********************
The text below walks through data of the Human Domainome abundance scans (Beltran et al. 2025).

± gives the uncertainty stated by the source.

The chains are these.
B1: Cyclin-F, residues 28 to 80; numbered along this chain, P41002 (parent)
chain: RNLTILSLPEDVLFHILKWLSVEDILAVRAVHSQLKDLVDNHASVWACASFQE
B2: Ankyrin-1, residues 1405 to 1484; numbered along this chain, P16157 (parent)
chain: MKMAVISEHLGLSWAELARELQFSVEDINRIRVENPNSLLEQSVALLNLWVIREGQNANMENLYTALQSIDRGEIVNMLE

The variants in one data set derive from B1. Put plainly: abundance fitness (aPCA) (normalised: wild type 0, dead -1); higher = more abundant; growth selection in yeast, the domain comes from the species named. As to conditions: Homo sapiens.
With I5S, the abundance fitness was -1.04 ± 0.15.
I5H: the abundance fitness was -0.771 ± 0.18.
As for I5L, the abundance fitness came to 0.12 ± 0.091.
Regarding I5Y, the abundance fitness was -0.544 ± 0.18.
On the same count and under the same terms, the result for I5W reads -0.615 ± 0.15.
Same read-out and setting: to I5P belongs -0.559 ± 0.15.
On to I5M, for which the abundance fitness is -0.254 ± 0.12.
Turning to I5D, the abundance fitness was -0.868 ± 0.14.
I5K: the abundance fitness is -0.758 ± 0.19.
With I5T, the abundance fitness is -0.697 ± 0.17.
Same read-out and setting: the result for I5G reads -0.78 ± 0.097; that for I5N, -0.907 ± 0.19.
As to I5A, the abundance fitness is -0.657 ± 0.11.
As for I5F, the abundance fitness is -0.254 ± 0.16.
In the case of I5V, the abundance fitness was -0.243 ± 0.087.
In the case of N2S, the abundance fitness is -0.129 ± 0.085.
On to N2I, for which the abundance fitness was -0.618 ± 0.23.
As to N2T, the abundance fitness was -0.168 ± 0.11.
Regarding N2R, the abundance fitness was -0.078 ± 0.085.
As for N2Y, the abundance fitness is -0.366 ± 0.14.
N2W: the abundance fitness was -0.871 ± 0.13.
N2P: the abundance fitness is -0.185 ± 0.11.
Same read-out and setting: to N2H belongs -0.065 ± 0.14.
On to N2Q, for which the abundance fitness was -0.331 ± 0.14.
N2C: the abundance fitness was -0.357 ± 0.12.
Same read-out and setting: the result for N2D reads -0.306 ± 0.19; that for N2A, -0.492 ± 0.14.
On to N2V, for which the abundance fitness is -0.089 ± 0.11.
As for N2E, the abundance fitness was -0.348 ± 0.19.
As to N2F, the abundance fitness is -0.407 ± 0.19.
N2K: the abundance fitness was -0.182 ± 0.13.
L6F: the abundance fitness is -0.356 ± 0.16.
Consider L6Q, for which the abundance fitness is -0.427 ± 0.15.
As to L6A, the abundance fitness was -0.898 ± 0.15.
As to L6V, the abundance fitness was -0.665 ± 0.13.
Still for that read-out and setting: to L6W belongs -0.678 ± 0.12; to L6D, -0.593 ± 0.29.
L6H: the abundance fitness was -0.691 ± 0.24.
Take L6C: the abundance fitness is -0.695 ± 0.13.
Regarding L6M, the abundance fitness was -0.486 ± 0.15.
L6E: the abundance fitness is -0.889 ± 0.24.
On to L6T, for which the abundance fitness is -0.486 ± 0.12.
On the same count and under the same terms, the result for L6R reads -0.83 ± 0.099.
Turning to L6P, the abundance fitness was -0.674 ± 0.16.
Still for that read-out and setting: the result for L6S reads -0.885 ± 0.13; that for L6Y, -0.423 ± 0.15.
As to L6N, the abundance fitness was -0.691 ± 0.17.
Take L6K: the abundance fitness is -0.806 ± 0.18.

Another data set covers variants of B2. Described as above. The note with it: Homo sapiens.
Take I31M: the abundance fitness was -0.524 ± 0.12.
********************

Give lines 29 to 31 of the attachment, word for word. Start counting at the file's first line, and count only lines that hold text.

N2P: the abundance fitness is -0.185 ± 0.11.
Same read-out and setting: to N2H belongs -0.065 ± 0.14.
On to N2Q, for which the abundance fitness was -0.331 ± 0.14.